The microbes fed on chemical reactions that occurred within the system. When sulfate was converted to sulfide, it was preserved as pyrite, which the microbes used for energy. These organisms were similar to thermophilic bacteria (bacteria able to live at high temperatures) and archaea (single-celled microorganisms with a structure similar to bacteria who survive in environments low in oxygen) found today in hydrothermal systems such as those in Yellowstone National Park.
EarthSky reached out to Kring by email for additional comments on the significance of these findings.
ES: How did you first come up with the impact origin of life hypothesis?
DK: The impact origin of life hypothesis emerged from a conjunction of two independent studies. First, our group was trying to locate the impact site that extinguished dinosaurs. When I was studying our discovery samples, I realized that the impact rocks were overprinted by hydrothermal mineralization, indicating the impact generated a hydrothermal system. Second, at the same time, I was studying a period of intense early solar system bombardment that is sometimes called the lunar cataclysm, inner solar system cataclysm, or late heavy bombardment. Some of those impact events were so large that they vaporized Earth’s seas, making it impossible for life to exist on Earth surface. Putting one and two together, I realized those same impact events generated subsurface hydrothermal systems that would be perfect habitats for the early evolution of life. In parallel, biologists determined that the tree of life is rooted in organisms that lived in hydrothermal systems. Thus, it seemed plausible life arose from an impact crater.
ES: Are the sulfur-eating microbes the only ones known so far, or could other types of microbial life have also existed in the hydrothermal system? What about other types of (non-microbial) life?
DK: Sulfate-reducing microbes are the only organisms detected thus far, but other types of organisms may have existed in the hydrothermal system. We are beginning that search now.
ES: Are there any other semi-preserved impact craters that may have had similar hydrothermal systems?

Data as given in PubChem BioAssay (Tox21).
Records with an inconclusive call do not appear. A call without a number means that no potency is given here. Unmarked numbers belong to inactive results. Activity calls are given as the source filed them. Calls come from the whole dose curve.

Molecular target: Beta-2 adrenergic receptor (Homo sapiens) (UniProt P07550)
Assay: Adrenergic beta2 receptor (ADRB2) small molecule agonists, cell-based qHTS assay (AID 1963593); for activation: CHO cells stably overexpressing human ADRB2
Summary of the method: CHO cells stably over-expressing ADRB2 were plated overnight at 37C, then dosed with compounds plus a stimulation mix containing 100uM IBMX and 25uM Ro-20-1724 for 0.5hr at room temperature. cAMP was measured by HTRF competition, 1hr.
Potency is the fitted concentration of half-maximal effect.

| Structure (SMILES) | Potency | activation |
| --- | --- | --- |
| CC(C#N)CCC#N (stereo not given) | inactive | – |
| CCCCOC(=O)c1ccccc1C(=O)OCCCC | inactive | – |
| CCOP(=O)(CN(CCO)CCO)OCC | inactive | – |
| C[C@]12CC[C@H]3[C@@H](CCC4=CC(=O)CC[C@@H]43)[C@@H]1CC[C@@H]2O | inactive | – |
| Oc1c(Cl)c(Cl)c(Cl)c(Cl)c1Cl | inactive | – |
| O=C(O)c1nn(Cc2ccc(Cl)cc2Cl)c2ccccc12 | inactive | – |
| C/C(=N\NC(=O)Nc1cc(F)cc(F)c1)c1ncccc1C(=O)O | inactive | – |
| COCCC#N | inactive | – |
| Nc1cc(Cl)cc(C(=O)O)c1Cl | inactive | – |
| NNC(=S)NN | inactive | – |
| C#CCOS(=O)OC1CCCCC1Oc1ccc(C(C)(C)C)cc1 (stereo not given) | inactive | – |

ES: What further studies are planned for Chicxulub Crater?
DK: We are looking for additional organisms that may have thrived in the subterranean hydrothermal system. We want to define the entire ecosystem and examine how it evolved over several million years.
These findings are fascinating because they support the possibility that meteorite or asteroid impacts during the earliest age of Earth – the Hadean eon – could have helped life get started. And if it happened on Earth, could it have occurred elsewhere, such as on Mars, or the icy moons with subsurface oceans in the outer solar system, or even dwarf planets like Ceres (which, like most bodies in the solar system, is covered in craters, but also is now known to have had a layer of liquid water beneath its surface in its past, and maybe still does)? The possibilities are intriguing to contemplate!
Bottom line: Researchers have discovered evidence for an ancient microbial ecosystem in a hydrothermal system beneath the huge dinosaur-killing Chicxulub impact crater.
Paul Scott Anderson has had a passion for space exploration that began when he was a child when he watched Carl Sagan’s Cosmos. While in school he was known for his passion for space exploration and astronomy. He started his blog The Meridiani Journal in 2005, which was a chronicle of planetary exploration. In 2015, the blog was renamed as Planetaria. While interested in all aspects of space exploration, his primary passion is planetary science. In 2011, he started writing about space on a freelance basis, and now currently writes for AmericaSpace and Futurism (part of Vocal). He has also written for Universe Today and SpaceFlight Insider, and has also been published in The Mars Quarterly and has done supplementary writing for the well-known iOS app Exoplanet for iPhone and iPad.